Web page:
In order to win high office in South Carolina or any other state, a politician has to command significant support among women. Republicans found that out the hard way in 2012, when GOP nominee Mitt Romney lost the female vote to President Barack Obama by 11 points. The gender disparity was only magnified by the fact that more women voted than men, swinging close races such as Ohio to the president’s favor.
Given the importance of the female vote — not to mention the Republican Party’s public image of waging a war on women’s rights at every turn — you might think a GOP politician with an election coming up would go out of his way to embrace women-friendly legislation. But apparently Tim Scott didn’t get the memo, because South Carolina’s newly-crowned U.S. senator voted against consideration of the Violence Against Women Act on Monday.
Scott was one of eight Republican senators who voted against taking up reauthorization of VAWA, which helps fund thorough investigation and prosecution of violent crimes against women. While that might seem like a no-brainer, Sen. Scott and the other members of the Anti-Fem Fraternity saw it as a non-starter. It’s not that they voted against reauthorizing the bill — they voted against even considering it.
Reauthorization of VAWA — and the necessary funds which have helped reduce domestic violence by up to 53 percent since it was first passed in 1994 — has been held up in partisan gridlock by Republican lawmakers for over six months. Last month, the law expired without a vote thanks to GOP obstruction.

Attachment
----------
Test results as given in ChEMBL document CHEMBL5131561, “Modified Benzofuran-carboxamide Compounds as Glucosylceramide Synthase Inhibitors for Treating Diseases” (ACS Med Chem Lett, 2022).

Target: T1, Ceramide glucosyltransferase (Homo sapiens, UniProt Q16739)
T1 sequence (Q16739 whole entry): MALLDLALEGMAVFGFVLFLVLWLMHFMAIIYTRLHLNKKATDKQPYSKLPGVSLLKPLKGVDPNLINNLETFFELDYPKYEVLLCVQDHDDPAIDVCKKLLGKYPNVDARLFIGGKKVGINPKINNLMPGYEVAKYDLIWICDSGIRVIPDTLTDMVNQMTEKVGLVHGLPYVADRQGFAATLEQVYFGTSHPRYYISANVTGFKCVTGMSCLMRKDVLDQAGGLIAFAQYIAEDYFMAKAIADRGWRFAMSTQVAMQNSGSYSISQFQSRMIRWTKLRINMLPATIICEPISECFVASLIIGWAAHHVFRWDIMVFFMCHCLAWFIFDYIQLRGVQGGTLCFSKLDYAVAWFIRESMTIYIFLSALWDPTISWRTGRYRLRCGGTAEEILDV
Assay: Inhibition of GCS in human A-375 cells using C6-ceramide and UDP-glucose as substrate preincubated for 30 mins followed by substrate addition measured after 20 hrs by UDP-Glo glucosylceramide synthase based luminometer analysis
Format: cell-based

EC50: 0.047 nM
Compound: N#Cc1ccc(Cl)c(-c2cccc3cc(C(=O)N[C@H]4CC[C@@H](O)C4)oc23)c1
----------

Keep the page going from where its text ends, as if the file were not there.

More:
Women in South Carolina would do well to remember Tim Scott’s opposition to funding for domestic violence prevention when the senator is up for reelection next year. After all, South Carolina ranks second in the country for the rate of women killed by men — with 46 women in the Palmetto State killed in domestic violence-related incidents in 2010 alone.
Unfortunately, Scott isn’t the only South Carolina member of the Anti-Fem Fraternity. Sen. Lindsey Graham voted against reauthorization of VAWA last year, and the state’s Republican congressmen will likely voted against the bill when it reaches the House. Last spring, state Sen. Kevin Bryant introduced a budget proviso that would eliminate coverage of abortion in cases of rape and incest for women on the state health insurance plan. Gov. Nikki Haley joined the fraternity last year by claiming that “women don’t care about contraception,” and vetoing half a million dollars in funding for rape crisis centers.
Though the Anti-Fem Fraternity doesn’t exclude women, they certainly don’t seem to want to stand up for them, either.